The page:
Written by Capt. Kyle Hodson – BFL Fly Fishing Guide
We have always heard that it’s not the size of the dog in the fight, but the amount of fight in the dog, that really matters when it comes to achieving a goal. That same winning sentiment is often the key to success in the sport of coastal fly-fishing, as anglers are always presented with uncontrollable factors. Such limitations sometimes come in the form of weather conditions, or even in the behavior of the redfish in any given situation. One thing’s for sure, the ability to minimize error and maximize results comes from a “can do and will do” attitude.
This past weekend I was reminded of the power of positivity in my angler. Our day started like many others. There was a great sense of anticipation, combined with dreams of redfish crushing a perfectly presented fly. It was similar to the feeling that a kid gets on the opening day of baseball.
I remember telling my angler it felt like a spring day, with the laugh of gulls working over the ditch, a predominant ESE wind with a smell of sargassum, and a combination of humidity and mosquitoes. We were coming off a full moon, had an inbound frontal system, and all of that was combined with the weekly changes in tides and water temperature. Even the marsh critters were acting a little “wonky” this morning.
Our first great shot at a redfish came in the form of a refusal. This might be a very generous description of the behavior, but the red wasn’t going to eat our preferred fly of choice. After a meeting of the minds, my angler and I decided to make a run across the bay and to switch flies.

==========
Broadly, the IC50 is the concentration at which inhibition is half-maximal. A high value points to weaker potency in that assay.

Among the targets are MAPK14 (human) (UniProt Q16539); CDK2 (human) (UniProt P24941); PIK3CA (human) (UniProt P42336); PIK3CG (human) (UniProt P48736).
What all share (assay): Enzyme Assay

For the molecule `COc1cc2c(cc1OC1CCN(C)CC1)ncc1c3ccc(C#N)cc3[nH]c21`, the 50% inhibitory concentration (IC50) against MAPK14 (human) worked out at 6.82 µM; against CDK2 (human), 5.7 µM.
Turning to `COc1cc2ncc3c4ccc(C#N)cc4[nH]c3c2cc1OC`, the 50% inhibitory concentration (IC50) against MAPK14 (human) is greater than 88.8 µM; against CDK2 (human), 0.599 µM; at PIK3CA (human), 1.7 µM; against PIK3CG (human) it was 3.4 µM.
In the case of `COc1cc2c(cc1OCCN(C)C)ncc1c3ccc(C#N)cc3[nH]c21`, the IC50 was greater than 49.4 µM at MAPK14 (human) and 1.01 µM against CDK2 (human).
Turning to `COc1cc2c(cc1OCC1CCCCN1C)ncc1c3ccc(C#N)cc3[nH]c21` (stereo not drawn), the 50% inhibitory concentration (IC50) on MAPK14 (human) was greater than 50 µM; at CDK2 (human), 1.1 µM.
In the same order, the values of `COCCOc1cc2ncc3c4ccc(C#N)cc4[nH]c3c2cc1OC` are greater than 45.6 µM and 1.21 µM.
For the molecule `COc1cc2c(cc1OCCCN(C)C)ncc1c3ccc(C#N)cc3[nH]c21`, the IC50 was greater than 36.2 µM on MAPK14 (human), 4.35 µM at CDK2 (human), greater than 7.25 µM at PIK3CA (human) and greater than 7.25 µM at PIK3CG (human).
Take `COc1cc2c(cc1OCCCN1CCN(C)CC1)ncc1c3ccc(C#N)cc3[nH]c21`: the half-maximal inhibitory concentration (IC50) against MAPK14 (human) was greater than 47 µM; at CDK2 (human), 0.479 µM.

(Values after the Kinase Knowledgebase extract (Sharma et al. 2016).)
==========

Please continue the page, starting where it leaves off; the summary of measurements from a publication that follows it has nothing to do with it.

Upon arriving at our destination, we were greeted with a nice school of reds mixed with a strong string of mullet flashing through the water on the flat. We were eager and excited about the things that were possibly about to happen. The school of reds, however, were uneasy and in constant flight.
We continued our journey into a maze of what we found to be a haven for redfish. There were miles of pristine marsh that looked optimistic in about any direction I wanted to push the skiff. The water clarity was fantastic and there was bait present everywhere, and the whooping cranes hunting in the marsh made things feel alive. Again, we found our shots, and again, we were greeted with refusals. Some would consider this to be a casting blunder. I have found, however, that often the angler must force-feed the fish by casting the fly right into the mouth of the fish. Those were my instructions to my angler, and that’s exactly what he did.
As a fly-fishing guide, the team aspect is very prevalent. I work closely alongside my angler, and as a unit we achieve our goal of feeding redfish in very shallow water. We accomplished our goal this day, but only because my angler had a winning attitude – the ability to overcome the obstacles, and to stay in the pursuit with a “can do and will do” mindset.